In early 2022, multiple companies joined forces to challenge the “app store tax” imposed by Google and Apple. Epic Games, the brains behind Fortnite, is currently battling Google in court. They claim that the Google Play Store is a monopoly. Epic is demanding that Google permit payment processing from sources other than Google and reduce the burden of paying nearly 30% of earnings to the tech giant. Recent disclosures from Google’s attorney, Glenn Pomerantz, show that Google has been playing favorites in regard to its app store fees. Pomerantz disclosed Google has a secret agreement with Spotify, enabling the music streaming giant to pay less than other apps.
This legal battle is the culmination of numerous companies urging Apple and Google to slash the fees they levy on app revenues. Google unveiled a pilot program with Spotify in early 2022, named User Choice Billing, that allowed circumvention of Google Play billing on Android. With this, apps gain the flexibility to handle payments independently. Currently operational in 35 countries, Bumble was the second major app to join the program. However, the exact amount Google still pockets from User Choice Billing remains unknown.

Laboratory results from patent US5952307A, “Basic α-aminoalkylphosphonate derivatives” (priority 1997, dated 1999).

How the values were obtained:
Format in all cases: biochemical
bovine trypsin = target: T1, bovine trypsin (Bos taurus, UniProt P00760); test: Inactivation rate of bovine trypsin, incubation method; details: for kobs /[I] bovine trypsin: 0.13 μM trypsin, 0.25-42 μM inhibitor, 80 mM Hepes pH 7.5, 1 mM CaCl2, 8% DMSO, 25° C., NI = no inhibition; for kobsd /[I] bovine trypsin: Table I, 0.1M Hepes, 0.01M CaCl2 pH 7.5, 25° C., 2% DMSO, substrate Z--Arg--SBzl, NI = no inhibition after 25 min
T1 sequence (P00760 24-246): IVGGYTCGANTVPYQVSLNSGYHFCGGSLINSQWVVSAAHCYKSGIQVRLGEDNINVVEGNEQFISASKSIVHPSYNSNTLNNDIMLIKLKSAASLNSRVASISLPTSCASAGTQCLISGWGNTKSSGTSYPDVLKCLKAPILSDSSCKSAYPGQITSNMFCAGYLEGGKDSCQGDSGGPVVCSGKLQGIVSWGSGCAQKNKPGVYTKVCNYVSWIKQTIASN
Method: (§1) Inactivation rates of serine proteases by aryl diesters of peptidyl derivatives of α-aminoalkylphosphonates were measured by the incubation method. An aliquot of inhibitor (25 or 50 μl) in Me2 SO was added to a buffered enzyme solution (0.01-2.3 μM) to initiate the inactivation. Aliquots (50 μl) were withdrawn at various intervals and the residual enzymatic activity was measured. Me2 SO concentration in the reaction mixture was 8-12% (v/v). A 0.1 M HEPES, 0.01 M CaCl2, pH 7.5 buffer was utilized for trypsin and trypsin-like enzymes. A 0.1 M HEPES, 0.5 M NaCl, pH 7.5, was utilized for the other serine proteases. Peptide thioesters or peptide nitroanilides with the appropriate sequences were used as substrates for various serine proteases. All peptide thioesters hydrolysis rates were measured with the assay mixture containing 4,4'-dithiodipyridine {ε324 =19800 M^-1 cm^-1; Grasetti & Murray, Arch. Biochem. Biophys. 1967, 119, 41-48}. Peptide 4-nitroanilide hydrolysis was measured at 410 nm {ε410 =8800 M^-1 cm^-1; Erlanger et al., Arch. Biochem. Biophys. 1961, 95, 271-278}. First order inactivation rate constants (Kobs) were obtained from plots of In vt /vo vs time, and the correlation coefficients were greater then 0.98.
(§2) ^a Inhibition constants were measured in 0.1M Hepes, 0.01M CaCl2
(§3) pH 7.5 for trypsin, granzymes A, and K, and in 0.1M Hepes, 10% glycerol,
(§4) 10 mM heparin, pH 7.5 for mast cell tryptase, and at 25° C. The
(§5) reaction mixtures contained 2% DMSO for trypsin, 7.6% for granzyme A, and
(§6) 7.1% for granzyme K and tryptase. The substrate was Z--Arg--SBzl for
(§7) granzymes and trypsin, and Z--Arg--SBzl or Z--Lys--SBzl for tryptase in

Initially, developers were led to believe that User Choice Billing would lower rates by a flat four percent
During the Epic Games vs. Google trial, Google’s attorney pleaded with the judge to withhold the Spotify figures in an upcoming exhibit, citing potential harm to ongoing negotiations with other parties. Pomerantz emphasized, “Disclosure of the Spotify deal would be very, very detrimental for the negotiation we’d be having with those other parties.”
Epic Games’ attorney countered, asserting, “There is a rate set much much lower than the rates you’ve been hearing about at trial, and that is going to be an important part of what you’re going to be hearing about.” The exact figures, however, have yet to be publicly disclosed.
Epic initiated the lawsuit before the User Choice Billing program kicked off but remains adamant that the program is a “sham.” They contend, “The economic terms of the proposal that we are aware of based on public information — in our view, this is not a real option for developers.”
Reports indicate that Bumble, the second major adopter of User Choice Billing, did not secure any secret agreement with Google. Their Q3 2023 earnings call revealed, “As a percentage of revenue, cost of revenue was 29 percent versus 27 percent in the year-ago period, mostly due to higher App Store fees as a result of compliance with the Google Play mandate.”
As the Epic vs. Google lawsuit unfolds, the jury will determine whether Google’s fees are monopolistic and unjust. However, it should not be shocking that big tech players are making behind-the-scenes deals. Unfortunately, it leaves smaller developers stuck with the high fees set by Google.
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